The first 25 miles of the route is pretty easy and there are no major challenges until the big climb on the A5092 at about 45 miles covered. As a reward you have a glorious descent followed by a few miles of flat riding back to the coast and the first feed station at Foxfield. From here the route becomes considerably more challenging. As soon as you turn north off the A595 to follow the River Duddon the first climb hits you hard. Thereafter the scenery becomes increasingly wild and desolate and although there are plenty of little descents and flats the overall theme is upward progress all the way up the Duddon Vally until you reach Cockley Beck and the right turn for Wynose itself. I knew I would struggle on Wrynose: I was on my race bike with a mid-compact chainset which meant that I was a couple of gears too long for the climb. Rob, on the other hand, had the ideal setup for such a sportive – a compact chainset and 12-32 rear cassette, although he was determined to get up without his granny gear. I let him forge ahead and I ground my way up steadily. I was almost at the top when a car passed a little too close for comfort and I wobbled off into the vegetation, and that was that. To be fair, it was hardly the driver’s fault, I was going really slowly so keeping a straight line was tricky. There was no chance of remounting on 25%! So I trudged the 75 metres to the top and set off again.
photo credit: Wrynose Pass via photopin (license)
The hills now follow quickly, but none of them are too large until you get to Bigland Hill. This is a real brute. At a solid 10% average for 1.7km, many riders find it tougher than Wrynose as by now you have a solid 140km in your legs. You’re nearly at the second feed, but after the descent from Bigland there is still another steady long climb up to High Newton between you and that warm mug of sweet tea.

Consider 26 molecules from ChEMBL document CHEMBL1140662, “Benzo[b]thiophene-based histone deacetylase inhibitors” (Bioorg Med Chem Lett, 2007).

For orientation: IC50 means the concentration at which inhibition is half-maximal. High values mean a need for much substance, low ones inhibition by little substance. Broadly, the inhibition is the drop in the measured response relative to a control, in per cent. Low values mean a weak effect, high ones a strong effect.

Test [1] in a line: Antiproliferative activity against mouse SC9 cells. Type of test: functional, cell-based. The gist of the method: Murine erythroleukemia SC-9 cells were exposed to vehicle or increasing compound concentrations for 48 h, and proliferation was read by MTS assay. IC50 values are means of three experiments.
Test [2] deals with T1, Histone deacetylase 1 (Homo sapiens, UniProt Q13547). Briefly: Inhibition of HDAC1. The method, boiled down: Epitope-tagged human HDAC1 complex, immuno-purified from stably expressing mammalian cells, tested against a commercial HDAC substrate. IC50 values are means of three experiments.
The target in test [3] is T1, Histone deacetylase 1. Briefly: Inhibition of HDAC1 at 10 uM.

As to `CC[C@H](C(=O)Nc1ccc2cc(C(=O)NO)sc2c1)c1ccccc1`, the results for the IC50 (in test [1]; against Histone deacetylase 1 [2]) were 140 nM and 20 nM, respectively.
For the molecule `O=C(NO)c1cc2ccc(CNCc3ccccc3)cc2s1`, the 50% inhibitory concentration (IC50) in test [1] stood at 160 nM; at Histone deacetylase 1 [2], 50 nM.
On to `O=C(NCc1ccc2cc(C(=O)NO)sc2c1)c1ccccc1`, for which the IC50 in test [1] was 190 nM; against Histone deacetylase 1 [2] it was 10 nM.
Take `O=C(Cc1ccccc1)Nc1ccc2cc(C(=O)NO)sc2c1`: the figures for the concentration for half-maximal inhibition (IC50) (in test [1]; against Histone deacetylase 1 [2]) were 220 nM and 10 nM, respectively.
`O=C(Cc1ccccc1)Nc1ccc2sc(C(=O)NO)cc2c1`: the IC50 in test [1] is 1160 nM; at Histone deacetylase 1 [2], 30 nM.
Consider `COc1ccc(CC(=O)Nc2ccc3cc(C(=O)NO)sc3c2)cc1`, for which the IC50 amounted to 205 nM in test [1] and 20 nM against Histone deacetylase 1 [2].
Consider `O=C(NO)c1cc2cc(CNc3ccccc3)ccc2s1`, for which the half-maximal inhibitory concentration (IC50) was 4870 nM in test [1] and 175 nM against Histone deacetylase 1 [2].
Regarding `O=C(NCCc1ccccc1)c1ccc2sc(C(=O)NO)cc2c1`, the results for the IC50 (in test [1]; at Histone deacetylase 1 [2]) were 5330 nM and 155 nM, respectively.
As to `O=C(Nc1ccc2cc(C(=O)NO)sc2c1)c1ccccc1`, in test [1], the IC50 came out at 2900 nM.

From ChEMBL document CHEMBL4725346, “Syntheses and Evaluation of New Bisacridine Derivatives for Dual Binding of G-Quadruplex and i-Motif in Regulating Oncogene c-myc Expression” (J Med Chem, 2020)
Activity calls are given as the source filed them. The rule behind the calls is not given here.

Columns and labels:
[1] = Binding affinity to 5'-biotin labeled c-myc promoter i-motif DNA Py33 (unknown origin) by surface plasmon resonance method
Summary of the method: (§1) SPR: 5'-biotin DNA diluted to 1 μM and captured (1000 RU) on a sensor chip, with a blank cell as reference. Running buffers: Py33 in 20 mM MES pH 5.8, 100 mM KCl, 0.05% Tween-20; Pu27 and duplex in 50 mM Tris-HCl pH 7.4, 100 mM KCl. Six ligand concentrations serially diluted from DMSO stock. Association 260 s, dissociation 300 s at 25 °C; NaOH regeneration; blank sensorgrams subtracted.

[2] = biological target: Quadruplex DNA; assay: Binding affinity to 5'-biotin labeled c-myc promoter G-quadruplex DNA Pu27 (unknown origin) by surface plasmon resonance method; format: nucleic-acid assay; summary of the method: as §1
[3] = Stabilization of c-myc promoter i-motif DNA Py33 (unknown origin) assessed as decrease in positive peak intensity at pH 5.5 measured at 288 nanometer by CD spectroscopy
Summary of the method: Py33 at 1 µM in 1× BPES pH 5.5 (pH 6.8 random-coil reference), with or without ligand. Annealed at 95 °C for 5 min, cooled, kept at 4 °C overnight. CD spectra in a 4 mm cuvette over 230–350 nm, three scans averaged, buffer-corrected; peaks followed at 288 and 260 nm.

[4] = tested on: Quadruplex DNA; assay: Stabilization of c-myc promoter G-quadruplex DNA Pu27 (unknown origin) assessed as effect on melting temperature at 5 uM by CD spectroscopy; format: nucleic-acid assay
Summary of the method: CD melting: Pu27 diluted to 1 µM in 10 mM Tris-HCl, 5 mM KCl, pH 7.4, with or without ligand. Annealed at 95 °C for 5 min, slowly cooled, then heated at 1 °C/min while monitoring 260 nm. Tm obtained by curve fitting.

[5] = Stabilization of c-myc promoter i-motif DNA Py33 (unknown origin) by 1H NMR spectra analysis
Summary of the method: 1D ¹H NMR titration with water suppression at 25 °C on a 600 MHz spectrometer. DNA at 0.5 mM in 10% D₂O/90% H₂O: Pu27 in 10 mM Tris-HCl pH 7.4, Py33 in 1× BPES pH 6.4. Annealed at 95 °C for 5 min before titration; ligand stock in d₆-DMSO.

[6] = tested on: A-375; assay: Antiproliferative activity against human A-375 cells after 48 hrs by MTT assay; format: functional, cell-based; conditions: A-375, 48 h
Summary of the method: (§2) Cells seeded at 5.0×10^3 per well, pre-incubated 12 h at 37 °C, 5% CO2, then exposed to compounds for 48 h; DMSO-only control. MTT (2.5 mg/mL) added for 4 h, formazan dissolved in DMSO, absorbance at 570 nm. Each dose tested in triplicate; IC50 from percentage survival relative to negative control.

Once clear of High Newton there is an incredibly sketchy and steep descent off the hills down to the coastal plain. It’s loose and gravelly with plenty of tight bends. Any speed gathered here may well result in disaster, but all the way down you’re thinking, “Thank God I’m not cycling up that!” However, the hills aren’t done. The organisers have added a new section that takes in a nasty little climb out of Levens towards Sizergh. The new section is only a few miles long but passes through some lovely countryside prior to linking with home roads back to Holme and Burton in Kendal. By now my legs were pretty cooked but I had enough left to really push on the flat section south of Burton – a creditable 40kmh average for the couple of kilometres before Priest Hutton. This left me gasping over the last major rise: Borwick Hill. I really hate this climb simply because I always reach it at the end of a long ride so I’m always knackered. Here we passed the point where my chain broke in 2014. There now remained 5 miles of undulating road, but I still managed to muster enough energy to dash down the hill to Halton before crossing the River Lune to the finish line.
I didn’t hang around for the excellent post race food as I still had 6 miles to ride to get home and I knew that if I sat down I’d be phoning home for a lift. I’m pleased I did because that took the total ride to just over 200km, possibly my longest ride ever. 5th time lucky, I finally got the Wrynose monkey off my back.
The Wrynose or Bust is an outstanding sportive. The quiet road up the Duddon is as fine a piece of Lake District scenery that you can find. The route is challenging without being too hard and the event is superbly marshaled and signposted. The food offering at feeds and at the end is also superb. This event deserves to be much more popular than it is and if you haven’t cycled the quiet roads of the southern Lake District before I would urge you to give it a go.